Chapter 13 Bankruptcy
Steps for Filing Chapter 13
Chapter 13 bankruptcy often provides relief for people who have faced short-term financial setbacks like job loss, illness or large unexpected expenses. It is often called a “wage-earners bankruptcy” because there is a repayment plan that requires a steady source of income.
Filing a Chapter 13 bankruptcy will give you some breathing room to catch up on back payments you may owe and allow you may some breathing room to get back on track with your payments.
In most cases, you will be allowed to keep you home, car and other property as long as you can maintain the payment on your debt.
Under Chapter 13 bankruptcy, a payment plan will be devised according to your monthly income. You will make payments to the bankruptcy trustee over a period of 3 to 5 years that will catch up and pay off any outstanding unsecured debt included in the bankruptcy plan.
Once the payment plan is complete, your bankruptcy discharge will be issued that clears your unsecured debt.
Below is short list that describes the Chapter 13 bankruptcy process.
1. Prepare a budget.
2. Determine if Chapter 13 bankruptcy is the best way to handle your situation.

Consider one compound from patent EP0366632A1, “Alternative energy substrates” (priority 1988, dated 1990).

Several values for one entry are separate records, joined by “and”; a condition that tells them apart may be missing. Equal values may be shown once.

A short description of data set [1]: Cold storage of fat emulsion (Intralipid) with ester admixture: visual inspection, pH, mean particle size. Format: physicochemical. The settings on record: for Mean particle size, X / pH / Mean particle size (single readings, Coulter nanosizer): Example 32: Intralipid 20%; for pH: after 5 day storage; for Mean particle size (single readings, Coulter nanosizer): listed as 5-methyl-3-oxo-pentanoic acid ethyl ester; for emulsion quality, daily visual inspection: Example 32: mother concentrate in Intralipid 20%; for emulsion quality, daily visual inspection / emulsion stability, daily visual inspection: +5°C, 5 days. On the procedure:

3. Find ways to talk to and negotiate with your secured creditors.
4. Devise a chapter 13 plan, and fill out the forms. Often it is best to consult with a bankruptcy attorney for this.
5. Pay the filing fee and complete the process of filing the forms and pleadings.
6. Attend all meetings that you are required to attend; meetings with the creditors, consultations with attorneys, court hearings etc.
7. Obtain a discharge once the payments have all been made, and the plan terminated.
Do You Qualify for Chapter 13?
Complete the short form below and find out if Chapter 13 is right for you.
- Does bankruptcy affect your home mortgage loan approval?
- Can You Make Monthly Payments on a Debt in Collections?
- Will Your Credit Score Go Up After the 10 Year Mark of Bankruptcy Passes?